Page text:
Nowhere in defendant's argument do we see any basis to suppose that the understanding assertedly held by the initiative's author was communicated to or acted upon by the Legislature as a body.   Defendant's showing is therefore inadequate to support a departure from the well-established legal meanings of the terms chosen.

Nor does it appear that an inquiry into legislative history would otherwise assist defendant.   Defendant has not directed us to any affirmative indication of the Legislature's actual intent, and such relevant discussion as we have found tends to establish that the purpose of subdivision (f) was to address not the situation before us but the natural effect of the mutual inclusiveness of the three enhancements set forth in section 12022.53.   The statute imposes progressively more severe penalties for use of a firearm, discharge of a firearm, and injurious discharge of a firearm.   Of logical necessity, any person who engages in the more serious forms of conduct thereby engages in the lesser as well.   Thus one who discharges a firearm necessarily uses a firearm, and one who injuriously discharges a firearm necessarily commits the lesser acts of discharging and using a firearm.   Without legislative guidance it would be possible to argue that one who commits the more serious of these acts is thereby subjected not only to the aggravated penalty but also to the lesser penalties for the lesser, necessarily included conduct.   The purpose of subdivision (f), insofar as it is pertinent here, is to preclude such an argument by clarifying that if a more severe enhancement applies, that enhancement alone may (and must) be imposed.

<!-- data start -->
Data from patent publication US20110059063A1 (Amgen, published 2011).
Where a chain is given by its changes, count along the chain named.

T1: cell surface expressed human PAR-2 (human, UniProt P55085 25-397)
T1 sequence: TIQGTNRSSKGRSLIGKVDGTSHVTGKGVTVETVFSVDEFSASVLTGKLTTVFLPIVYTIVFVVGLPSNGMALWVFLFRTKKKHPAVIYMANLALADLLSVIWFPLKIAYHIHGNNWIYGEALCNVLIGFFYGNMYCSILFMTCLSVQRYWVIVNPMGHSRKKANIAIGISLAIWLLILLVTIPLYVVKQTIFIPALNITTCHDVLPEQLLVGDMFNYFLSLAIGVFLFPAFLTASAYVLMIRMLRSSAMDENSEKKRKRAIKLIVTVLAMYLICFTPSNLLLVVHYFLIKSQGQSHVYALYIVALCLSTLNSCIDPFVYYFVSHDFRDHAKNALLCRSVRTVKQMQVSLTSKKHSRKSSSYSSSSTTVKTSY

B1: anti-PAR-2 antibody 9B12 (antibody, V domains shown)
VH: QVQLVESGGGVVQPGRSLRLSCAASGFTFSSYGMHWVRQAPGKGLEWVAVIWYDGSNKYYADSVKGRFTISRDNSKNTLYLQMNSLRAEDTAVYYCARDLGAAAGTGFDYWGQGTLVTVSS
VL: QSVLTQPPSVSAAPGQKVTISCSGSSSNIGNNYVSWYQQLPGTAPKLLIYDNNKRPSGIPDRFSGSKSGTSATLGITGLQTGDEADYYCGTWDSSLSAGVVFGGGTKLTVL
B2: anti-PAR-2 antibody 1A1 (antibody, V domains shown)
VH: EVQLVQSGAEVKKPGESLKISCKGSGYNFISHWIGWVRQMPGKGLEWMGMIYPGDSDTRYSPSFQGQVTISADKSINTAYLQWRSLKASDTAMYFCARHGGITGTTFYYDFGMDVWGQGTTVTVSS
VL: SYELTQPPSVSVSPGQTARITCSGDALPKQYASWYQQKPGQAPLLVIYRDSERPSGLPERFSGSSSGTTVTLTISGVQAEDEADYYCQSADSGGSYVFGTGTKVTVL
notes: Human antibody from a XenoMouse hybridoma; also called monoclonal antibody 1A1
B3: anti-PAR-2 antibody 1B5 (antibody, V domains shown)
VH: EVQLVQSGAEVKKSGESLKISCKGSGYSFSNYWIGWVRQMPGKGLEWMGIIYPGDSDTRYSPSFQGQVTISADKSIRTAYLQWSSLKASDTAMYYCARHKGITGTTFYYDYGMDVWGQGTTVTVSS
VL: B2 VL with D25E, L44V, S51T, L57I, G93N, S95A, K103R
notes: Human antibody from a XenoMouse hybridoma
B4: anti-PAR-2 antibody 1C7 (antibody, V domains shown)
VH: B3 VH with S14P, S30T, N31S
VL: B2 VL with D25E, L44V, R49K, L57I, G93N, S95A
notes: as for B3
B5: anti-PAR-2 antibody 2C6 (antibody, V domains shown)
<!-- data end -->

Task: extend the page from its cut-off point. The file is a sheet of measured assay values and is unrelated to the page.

This intention is reflected in the only legislative explication we find in the legislative history.   It appears not in the history of the bill that actually became section 12022.53(f), but in a committee report concerning Assembly Bill No. 892, the failed bill from the previous session, which was later described as “virtually identical” to the bill that was eventually adopted.  (Assembly Com. on Appropriations, Rep. on Assem. Bill No. 4, for hearing date May 14, 1997, p. 2.) Like the current statute, the earlier bill contained a subdivision (f), which allowed only one enhancement “for each crime.”  (Assem. Bill No. 892 (1995-1996 Session) as amended Jan. 9, 1996.)   Multiple legislative reports described the effect of this limitation as follows (italics added):  “Only one of the enhancements described above shall be imposed for each crime. If more than one applies, only the greatest one found true shall be imposed by the court.”  (Assem.   Com. on Public Safety, Rep. on Assem. Bill No. 892, for hearing January 9, 1996, p. 4;  Assem. Third Reading, Assem. Bill No. 892, as amended Jan. 23, 1996, p. 2.) The italicized language is, of course, a reference to the three escalating, and overlapping, enhancements.